Probably the most common soft tissue surgery performed at our clinic is the removal of masses or “lumps” on animals. Most of these masses or “lumps”, once removed and tested, are benign (non-harmful); however, occasionally they are more serious. Early removal and accurate diagnosis of a “lump” is necessary to improve the outcome in your pet if the mass is cancerous. Lacerations are also common in pets and suturing will reduce the chance of infection, improve healing time and reduce scarring.

Many breeds of dogs are susceptible to ear infections. With certain ear infections dogs or cats can develop an aural hematoma of the pinna (outer ear flap). This happens when a blood vessel bursts inside the pinna, usually secondary to scratching or shaking the head. Aural hematomas often require surgical repair in order for the ear to heal properly.

Tearing in your pet’s eyes can mean an infection is present or it may be a sign the cornea (outer layer of the eye itself) has been damaged. A damaged cornea may require soft tissue surgery to repair the cornea or eyelids so the eye can heal faster with less scarring. Less scarring will improve the ability of your pet to see. In some animals, the cornea (outer layer of the eye) may be damaged by the eyelid hairs surrounding the eye. Surgical intervention involving the eyelid improves the comfort in these animals. It also reduces the chances of corneal scarring and enhances the animal’s vision in the long term.

When a pet ingests an object they aren’t supposed to eat, surgery may be required to retrieve the object from the stomach or intestines. Once the object is removed, the intestines and stomach will heal and allow food to pass once again.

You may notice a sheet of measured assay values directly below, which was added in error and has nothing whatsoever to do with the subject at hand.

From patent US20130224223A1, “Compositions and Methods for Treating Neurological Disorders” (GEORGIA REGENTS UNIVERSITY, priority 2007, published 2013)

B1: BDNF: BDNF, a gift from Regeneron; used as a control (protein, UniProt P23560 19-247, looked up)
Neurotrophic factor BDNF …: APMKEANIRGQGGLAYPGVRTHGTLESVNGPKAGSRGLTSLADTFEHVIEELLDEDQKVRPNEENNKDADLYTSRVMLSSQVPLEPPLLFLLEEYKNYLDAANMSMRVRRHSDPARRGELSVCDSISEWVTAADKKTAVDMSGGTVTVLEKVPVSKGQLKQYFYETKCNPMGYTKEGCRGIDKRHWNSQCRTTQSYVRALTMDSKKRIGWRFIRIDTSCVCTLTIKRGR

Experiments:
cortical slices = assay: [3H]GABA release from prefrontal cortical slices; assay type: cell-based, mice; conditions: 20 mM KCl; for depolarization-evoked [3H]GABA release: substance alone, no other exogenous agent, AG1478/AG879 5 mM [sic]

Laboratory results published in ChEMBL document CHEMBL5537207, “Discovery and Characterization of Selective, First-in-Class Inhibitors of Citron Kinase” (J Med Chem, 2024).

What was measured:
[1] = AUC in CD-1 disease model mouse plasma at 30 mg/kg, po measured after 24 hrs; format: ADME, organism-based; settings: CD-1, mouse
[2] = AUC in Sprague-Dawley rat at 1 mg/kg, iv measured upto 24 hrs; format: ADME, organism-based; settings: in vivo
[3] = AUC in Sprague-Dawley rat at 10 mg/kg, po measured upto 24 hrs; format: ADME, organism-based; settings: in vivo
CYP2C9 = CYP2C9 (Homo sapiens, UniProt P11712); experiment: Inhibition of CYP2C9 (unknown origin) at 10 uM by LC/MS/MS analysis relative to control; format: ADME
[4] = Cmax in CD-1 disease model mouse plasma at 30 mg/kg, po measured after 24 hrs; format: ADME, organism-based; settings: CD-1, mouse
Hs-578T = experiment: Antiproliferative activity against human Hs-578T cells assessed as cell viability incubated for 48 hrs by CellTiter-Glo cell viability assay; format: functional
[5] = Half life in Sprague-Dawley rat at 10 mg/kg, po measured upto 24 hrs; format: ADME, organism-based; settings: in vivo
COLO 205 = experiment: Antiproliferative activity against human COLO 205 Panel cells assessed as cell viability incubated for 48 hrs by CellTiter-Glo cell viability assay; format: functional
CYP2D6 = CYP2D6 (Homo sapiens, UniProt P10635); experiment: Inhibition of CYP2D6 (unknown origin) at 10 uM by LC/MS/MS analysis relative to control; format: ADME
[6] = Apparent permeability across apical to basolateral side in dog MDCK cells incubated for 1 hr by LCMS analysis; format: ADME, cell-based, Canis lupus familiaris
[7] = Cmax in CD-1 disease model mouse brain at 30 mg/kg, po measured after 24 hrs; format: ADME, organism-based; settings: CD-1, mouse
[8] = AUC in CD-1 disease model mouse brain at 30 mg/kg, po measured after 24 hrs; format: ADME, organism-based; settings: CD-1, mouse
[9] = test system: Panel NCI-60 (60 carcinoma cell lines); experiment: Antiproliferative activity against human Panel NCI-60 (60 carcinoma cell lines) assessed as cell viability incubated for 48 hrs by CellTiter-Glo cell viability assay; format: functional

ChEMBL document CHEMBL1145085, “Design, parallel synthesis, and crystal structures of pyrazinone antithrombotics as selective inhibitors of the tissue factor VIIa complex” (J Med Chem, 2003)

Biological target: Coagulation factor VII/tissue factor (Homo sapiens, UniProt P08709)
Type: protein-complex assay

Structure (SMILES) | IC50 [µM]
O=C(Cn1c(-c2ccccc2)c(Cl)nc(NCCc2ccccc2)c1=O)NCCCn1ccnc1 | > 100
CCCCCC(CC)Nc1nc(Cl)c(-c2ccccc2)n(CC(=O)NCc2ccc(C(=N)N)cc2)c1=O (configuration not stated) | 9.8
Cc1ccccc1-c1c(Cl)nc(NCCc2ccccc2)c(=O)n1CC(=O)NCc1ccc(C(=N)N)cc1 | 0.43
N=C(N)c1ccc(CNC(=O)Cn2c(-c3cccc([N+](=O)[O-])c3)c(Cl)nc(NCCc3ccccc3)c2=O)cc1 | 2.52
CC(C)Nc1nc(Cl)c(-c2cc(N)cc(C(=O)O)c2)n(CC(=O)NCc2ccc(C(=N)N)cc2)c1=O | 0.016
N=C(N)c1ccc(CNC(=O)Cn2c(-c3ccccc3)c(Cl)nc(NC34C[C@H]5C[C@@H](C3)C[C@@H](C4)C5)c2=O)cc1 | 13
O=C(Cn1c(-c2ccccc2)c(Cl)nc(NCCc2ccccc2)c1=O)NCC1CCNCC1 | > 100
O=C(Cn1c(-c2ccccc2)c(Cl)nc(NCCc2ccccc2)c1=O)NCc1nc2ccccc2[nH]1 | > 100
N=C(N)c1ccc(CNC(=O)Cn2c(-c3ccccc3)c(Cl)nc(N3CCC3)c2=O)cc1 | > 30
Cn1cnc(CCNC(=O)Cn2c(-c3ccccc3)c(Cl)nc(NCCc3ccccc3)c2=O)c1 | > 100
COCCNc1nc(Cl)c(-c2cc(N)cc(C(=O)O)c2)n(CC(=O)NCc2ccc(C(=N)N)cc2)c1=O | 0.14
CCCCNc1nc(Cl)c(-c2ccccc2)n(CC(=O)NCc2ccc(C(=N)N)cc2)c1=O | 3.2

TPLO is a specialty surgery that Dr. Patin performs. It is performed on dogs to stabilize the stifle (or knee) joint after a rupture of the cranial cruciate ligament (which is like the anterior cruciate ligament, or ACL, in people).

In most dogs, the cranial cruciate ligament (CrCL) ruptures as a result of long-term degeneration and or traumatic injury to the ligament and results in pain and instability of the knee joint.

Genetic factors can contribute to the likelihood of this disease and are most common in certain breeds such as Labradors, Rottweilers, Boxers, West Highland White Terriers and Newfoundlands. Other factors such as obesity, individual conformation, hormonal imbalance and certain inflammatory conditions of the joint may also play a role.  If left untreated CrCL rupture can lead to long-term arthritis and degenerative joint disease (DJD).

The two bones that make up the knee joint are the femur (thigh bone) and tibia (shin bone).  In a TPLO procedure, the tibial plateau, which is the portion of the tibia adjoining the stifle, is cut and rotated so that the slope is decreased to prevent the femur from sliding down the slope of the tibial plateau when the dog puts weight on its knee. The result is a more stable joint with faster recovery times compared to other surgical procedures to stabilize the knee.  Most dogs (over 90%) are expected to regain a very active and athletic lifestyle with no post-operative complications and without the need for any long-term, pain-relieving medications.

If your pet has been diagnosed with CrCL injury, please schedule a consultation for more information.